Meet Your Neighbors

4:38pm

Mon April 23, 2012
Arts & Culture

Temescal in a time of change

In many ways, the Bay Area is still struggling to recover from the housing market crisis. Although some housing prices are rising, only a few neighborhoods have returned to the peaks reached in 2006. And most of them are in Silicon Valley. Richard K. Green, director of the Lusk Center for Real Estate at the University of Southern California, told the San Jose Mercury News that, “Oakland is still dead.”

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12:20pm

Mon April 9, 2012
Arts & Culture

Bowling alley acts like community center in Daly City

Classic Bowling Center, Daly City
photo by Jen Chien

The neighborhood of Westborough straddles the border between Daly City and South San Francisco. It’s a mostly residential area, with quiet sloping streets full of brown and beige town homes built in the 50s and 60s. Before that time, this area was undeveloped farmland and open space. A frenzy of construction after World War II created the neatly planned housing tracts and shopping centers that make up the bulk of Daly City today.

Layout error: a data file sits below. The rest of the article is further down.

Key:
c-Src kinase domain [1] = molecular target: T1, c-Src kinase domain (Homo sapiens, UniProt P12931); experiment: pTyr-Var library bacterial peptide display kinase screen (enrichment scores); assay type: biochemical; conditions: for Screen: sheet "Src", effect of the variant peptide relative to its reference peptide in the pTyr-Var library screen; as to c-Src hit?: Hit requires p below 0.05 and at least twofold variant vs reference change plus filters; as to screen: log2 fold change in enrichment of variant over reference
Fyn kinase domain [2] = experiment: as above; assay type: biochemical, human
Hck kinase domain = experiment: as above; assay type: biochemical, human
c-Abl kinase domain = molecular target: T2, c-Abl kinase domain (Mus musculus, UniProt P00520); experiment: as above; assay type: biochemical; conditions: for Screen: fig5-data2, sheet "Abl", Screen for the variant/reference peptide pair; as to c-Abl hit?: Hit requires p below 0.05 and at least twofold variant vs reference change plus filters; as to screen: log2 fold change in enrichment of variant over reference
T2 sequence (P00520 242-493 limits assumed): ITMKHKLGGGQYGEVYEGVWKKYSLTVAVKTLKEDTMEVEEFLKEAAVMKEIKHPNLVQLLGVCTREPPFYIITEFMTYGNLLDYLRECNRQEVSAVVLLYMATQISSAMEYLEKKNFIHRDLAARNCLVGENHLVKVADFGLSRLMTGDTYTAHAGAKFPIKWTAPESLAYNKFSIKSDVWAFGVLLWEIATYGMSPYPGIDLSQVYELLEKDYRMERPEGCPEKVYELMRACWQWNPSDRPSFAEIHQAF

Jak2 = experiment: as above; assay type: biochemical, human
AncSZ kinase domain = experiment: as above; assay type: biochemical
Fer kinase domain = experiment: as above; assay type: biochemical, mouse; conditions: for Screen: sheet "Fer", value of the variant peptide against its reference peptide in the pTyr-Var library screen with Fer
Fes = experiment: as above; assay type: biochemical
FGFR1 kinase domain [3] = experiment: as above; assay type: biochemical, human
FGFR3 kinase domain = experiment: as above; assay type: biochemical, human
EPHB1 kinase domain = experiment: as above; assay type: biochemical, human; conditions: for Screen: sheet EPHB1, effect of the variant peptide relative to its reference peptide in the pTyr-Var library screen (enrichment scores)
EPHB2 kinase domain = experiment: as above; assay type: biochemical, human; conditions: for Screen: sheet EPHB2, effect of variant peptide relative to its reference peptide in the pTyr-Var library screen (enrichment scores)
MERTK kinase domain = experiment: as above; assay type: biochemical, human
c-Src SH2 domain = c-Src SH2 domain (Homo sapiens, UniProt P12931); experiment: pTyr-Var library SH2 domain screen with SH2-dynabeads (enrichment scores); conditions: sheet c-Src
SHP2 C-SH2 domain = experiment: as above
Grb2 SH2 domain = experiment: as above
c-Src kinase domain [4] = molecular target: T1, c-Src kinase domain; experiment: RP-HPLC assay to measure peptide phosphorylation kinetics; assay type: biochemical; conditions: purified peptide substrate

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11:45am

Wed February 15, 2012
Economy/Labor/Biz

The neighborhood that doubles as an industrial center

West Oakland is surrounded by three freeways, the port, and industries.
Photo courtesy of: Ca gov

West Oakland is a neighborhood in transition – more people are moving in, and developers have it in their sights as the next up-and-coming place to live. But the neighborhood’s air quality is some of the Bay Area’s worst. A recent report by UC Berkeley’s Institute of Transportation Studies found that new laws for trucks had dramatically reduced emissions – but there’s still a long way to go.

Margaret Gibson has lived on 10th street in West Oakland for all of her 52 years.

“It's a little tough some times, but it's home, and I love it.”

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12:00pm

Thu February 9, 2012
Economy/Labor/Biz

Rebuilding community, one family at a time in Bayview Hunters Point

Devon Burroughs and Eason Ramson of CARE
Jen Chien

San Francisco’s Bayview Hunters Point neighborhood has higher rates of poverty, unemployment, and violence than any other part of the city. But its relative geographical isolation – it’s cut off by the 101 and 280 freeways – can make those issues all but invisible to residents of other neighborhoods.

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